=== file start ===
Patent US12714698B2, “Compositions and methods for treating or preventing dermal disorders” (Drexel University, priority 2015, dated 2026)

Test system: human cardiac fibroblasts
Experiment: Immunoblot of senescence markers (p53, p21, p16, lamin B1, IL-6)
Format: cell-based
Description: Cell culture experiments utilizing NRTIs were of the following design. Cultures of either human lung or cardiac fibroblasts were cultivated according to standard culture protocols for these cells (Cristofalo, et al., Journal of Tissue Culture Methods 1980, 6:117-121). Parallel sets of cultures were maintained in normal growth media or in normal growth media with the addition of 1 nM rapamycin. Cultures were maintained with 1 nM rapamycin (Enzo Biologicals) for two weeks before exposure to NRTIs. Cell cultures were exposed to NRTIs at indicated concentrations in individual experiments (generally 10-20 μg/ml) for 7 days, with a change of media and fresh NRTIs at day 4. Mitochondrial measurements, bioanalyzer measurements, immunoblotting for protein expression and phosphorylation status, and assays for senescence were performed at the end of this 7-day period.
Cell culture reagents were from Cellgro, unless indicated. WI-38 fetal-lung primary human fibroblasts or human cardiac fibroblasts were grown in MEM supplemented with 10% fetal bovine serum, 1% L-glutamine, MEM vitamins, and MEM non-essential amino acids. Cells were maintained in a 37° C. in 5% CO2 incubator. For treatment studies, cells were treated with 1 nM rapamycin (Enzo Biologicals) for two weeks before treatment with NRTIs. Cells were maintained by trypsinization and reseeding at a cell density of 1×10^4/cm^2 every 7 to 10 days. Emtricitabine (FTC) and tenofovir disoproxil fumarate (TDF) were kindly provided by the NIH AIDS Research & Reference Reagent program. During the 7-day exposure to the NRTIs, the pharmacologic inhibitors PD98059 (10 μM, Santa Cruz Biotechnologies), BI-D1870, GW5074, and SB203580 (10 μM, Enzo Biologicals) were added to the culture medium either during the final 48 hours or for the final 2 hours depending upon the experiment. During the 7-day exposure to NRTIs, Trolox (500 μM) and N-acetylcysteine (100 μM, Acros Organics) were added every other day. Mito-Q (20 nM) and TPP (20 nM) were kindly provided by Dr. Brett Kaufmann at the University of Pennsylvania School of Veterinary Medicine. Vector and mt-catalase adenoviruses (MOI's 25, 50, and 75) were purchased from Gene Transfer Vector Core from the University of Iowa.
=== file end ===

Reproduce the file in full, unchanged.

Patent US12714698B2, “Compositions and methods for treating or preventing dermal disorders” (Drexel University, priority 2015, dated 2026)

Test system: human cardiac fibroblasts
Experiment: Immunoblot of senescence markers (p53, p21, p16, lamin B1, IL-6)
Format: cell-based
Description: Cell culture experiments utilizing NRTIs were of the following design. Cultures of either human lung or cardiac fibroblasts were cultivated according to standard culture protocols for these cells (Cristofalo, et al., Journal of Tissue Culture Methods 1980, 6:117-121). Parallel sets of cultures were maintained in normal growth media or in normal growth media with the addition of 1 nM rapamycin. Cultures were maintained with 1 nM rapamycin (Enzo Biologicals) for two weeks before exposure to NRTIs. Cell cultures were exposed to NRTIs at indicated concentrations in individual experiments (generally 10-20 μg/ml) for 7 days, with a change of media and fresh NRTIs at day 4. Mitochondrial measurements, bioanalyzer measurements, immunoblotting for protein expression and phosphorylation status, and assays for senescence were performed at the end of this 7-day period.
Cell culture reagents were from Cellgro, unless indicated. WI-38 fetal-lung primary human fibroblasts or human cardiac fibroblasts were grown in MEM supplemented with 10% fetal bovine serum, 1% L-glutamine, MEM vitamins, and MEM non-essential amino acids. Cells were maintained in a 37° C. in 5% CO2 incubator. For treatment studies, cells were treated with 1 nM rapamycin (Enzo Biologicals) for two weeks before treatment with NRTIs. Cells were maintained by trypsinization and reseeding at a cell density of 1×10^4/cm^2 every 7 to 10 days. Emtricitabine (FTC) and tenofovir disoproxil fumarate (TDF) were kindly provided by the NIH AIDS Research & Reference Reagent program. During the 7-day exposure to the NRTIs, the pharmacologic inhibitors PD98059 (10 μM, Santa Cruz Biotechnologies), BI-D1870, GW5074, and SB203580 (10 μM, Enzo Biologicals) were added to the culture medium either during the final 48 hours or for the final 2 hours depending upon the experiment. During the 7-day exposure to NRTIs, Trolox (500 μM) and N-acetylcysteine (100 μM, Acros Organics) were added every other day. Mito-Q (20 nM) and TPP (20 nM) were kindly provided by Dr. Brett Kaufmann at the University of Pennsylvania School of Veterinary Medicine. Vector and mt-catalase adenoviruses (MOI's 25, 50, and 75) were purchased from Gene Transfer Vector Core from the University of Iowa.